Bravo for your most recent Ensign! Your series on member sensitivity (“Differences,” “Where Brotherhood Is the Specialty,” and “Are you Suffering from Hardening of the Categories?”) was sensitively and movingly written. We as Church members need to hear this message frequently.
As a new Relief Society president I have been shocked (and that word’s not too strong) at the number of sisters who have confided to me that they feel unwelcome, uncomfortable, or “out of it” at church. During the past month four “active” sisters have said they were seriously considering not coming to church any more because they don’t fit in. So do keep at it.
Helen Claire Sievers
Just received and read your July issue, and I must say it is most timely for me. I am also encouraged by your note on health care (immunization). As a physician I am amazed by the lack of general common sense regarding health care among Church members.
Health care, I believe, is the responsibility of the individual, not the practitioner. However, an informed professional can give salient advice. Further educational efforts stressing self-responsibility, information dissemination, prevention, and common sense in selection of health care methods are important.
R. W. Halterman, M.D.
Camp Pendleton, California
I would like to express my admiration for the marvelous article, “War and Peace and Dutch Potatoes” by William G. Hartley in the July Ensign. It is almost unbelievable how accurately you have depicted the events and feelings of those days.
I was a teenager in Holland during the five years of Nazi occupation. In 1946 President Zappey called me on a full-time mission, and I served two years in the mission office as a translator and assistant editor of the Dutch mission magazine, De Ster. I wrote an article about the potatoes for De Ster and also for the Vlaardingen newspaper, which you quote.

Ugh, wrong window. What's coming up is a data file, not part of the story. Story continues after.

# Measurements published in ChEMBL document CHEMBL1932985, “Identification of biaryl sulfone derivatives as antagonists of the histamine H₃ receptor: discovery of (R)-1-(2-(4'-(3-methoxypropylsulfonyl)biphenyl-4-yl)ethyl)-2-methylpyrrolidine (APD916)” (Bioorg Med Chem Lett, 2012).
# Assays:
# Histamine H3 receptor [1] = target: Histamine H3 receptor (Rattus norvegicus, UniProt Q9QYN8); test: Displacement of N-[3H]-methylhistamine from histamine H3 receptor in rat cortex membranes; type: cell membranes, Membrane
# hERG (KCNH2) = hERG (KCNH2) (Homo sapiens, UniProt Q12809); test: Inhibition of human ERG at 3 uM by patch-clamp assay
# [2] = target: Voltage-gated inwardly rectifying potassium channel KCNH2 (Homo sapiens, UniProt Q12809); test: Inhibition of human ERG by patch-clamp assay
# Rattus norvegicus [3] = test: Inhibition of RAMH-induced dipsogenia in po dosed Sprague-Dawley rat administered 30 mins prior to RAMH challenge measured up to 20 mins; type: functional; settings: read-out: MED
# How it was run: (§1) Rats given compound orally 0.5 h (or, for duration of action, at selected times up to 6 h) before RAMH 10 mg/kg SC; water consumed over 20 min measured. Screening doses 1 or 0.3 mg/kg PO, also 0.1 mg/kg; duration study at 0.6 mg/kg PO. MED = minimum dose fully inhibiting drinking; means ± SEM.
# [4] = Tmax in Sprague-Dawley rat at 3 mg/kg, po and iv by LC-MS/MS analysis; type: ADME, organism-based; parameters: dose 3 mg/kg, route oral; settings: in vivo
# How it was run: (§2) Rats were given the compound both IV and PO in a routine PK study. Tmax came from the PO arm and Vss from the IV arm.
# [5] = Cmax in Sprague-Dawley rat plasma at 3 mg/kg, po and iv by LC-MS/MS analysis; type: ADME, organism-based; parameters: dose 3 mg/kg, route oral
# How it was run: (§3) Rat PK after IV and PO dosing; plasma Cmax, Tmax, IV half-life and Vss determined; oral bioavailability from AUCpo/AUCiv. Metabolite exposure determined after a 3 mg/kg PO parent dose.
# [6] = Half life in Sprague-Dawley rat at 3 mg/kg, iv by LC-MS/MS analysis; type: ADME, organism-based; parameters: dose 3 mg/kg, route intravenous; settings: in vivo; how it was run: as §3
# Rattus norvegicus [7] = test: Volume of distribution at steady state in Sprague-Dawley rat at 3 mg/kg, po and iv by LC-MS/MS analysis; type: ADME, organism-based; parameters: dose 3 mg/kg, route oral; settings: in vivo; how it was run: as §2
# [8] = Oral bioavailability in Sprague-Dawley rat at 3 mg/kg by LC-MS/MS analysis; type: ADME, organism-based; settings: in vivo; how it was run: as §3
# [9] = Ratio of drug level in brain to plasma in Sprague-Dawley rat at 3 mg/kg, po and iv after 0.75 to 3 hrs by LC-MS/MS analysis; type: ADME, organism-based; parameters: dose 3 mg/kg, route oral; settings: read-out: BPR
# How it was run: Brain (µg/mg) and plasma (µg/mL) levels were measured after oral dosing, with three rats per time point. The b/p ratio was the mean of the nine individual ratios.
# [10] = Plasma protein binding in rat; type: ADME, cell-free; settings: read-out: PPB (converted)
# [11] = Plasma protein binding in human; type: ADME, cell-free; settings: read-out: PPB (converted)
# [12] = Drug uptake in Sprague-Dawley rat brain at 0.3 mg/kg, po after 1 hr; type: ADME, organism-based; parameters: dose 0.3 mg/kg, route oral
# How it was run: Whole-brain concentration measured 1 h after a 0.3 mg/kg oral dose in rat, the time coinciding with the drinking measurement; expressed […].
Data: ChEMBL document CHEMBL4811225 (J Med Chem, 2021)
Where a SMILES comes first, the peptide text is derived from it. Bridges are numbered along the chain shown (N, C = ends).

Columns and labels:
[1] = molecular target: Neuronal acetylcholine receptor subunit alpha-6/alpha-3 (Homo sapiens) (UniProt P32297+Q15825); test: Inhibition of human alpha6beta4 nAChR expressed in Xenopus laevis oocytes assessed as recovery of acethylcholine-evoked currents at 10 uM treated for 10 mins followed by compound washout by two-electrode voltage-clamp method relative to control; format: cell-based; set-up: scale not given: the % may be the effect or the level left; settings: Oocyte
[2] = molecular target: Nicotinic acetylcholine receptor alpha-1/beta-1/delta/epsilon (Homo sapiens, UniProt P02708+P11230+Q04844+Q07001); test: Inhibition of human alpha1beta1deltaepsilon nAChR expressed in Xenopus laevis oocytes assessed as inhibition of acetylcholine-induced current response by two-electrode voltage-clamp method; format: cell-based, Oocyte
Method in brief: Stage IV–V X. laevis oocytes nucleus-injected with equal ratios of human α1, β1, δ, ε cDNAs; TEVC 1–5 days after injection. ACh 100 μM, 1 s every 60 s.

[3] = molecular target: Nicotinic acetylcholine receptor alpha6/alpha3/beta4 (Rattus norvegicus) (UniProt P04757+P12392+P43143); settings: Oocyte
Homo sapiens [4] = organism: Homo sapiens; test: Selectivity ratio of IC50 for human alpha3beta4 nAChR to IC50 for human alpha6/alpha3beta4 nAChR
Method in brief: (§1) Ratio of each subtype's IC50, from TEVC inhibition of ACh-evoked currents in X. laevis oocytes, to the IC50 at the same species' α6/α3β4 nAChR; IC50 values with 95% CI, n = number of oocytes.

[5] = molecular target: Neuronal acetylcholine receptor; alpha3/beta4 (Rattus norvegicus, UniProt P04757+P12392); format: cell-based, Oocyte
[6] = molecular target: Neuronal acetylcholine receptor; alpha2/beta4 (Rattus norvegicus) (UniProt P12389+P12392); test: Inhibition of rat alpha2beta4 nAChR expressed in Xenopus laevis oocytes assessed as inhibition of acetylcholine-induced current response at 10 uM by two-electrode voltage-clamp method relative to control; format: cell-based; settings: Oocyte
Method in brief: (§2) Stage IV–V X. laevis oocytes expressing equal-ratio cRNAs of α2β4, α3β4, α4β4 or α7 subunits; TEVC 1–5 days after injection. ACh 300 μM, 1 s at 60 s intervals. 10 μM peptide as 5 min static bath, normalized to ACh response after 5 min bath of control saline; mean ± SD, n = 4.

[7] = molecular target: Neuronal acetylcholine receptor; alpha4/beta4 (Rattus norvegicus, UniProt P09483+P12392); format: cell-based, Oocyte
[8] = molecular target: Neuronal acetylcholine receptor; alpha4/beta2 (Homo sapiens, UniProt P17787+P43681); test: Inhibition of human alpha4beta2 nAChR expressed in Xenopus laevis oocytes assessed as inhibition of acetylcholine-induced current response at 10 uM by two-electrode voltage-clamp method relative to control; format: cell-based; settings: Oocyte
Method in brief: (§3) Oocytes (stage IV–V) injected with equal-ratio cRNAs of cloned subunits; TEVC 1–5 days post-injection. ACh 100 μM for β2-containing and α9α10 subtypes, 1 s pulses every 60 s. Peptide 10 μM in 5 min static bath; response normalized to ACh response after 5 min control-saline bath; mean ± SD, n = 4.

I remember how tired President Zappey would be after another day of fruitless negotiations with the Dutch authorities, and I sometimes wondered why he didn’t give up. I think he realized that this was a bigger cause than any of us knew.
Salt Lake City, Utah
When I read the article “Three Plagues of Parenting” (Kathy England) in the April 1978 Ensign, I wanted to share my feelings on the subject. I am fifteen years old and have three older brothers.
As I have grown up, my parents have done lots of things to make me feel “important.” Until about six months ago my father was in the Air Force, which caused much uprooting of our family, but even though we’re scattered now (one brother on a mission in England and one in college), we have remained a strong family.
Ever since I was very little, dinner time has been a time for talking, for learning more about the family. But it didn’t end there. I have spent an abnormal amount of time in cars, and while chauffeuring the family around, my parents always talked to us. It has always made me feel good to talk to my mom or dad!
Since I’ve been in the Marine Corps I have really enjoyed the Ensign and the New Era. These magazines have kept me in touch with the Church. Both were gifts to me. I like them so well I have decided to give both magazines as a gift to someone else.
D. E. McLeish, 2nd Lt. USMC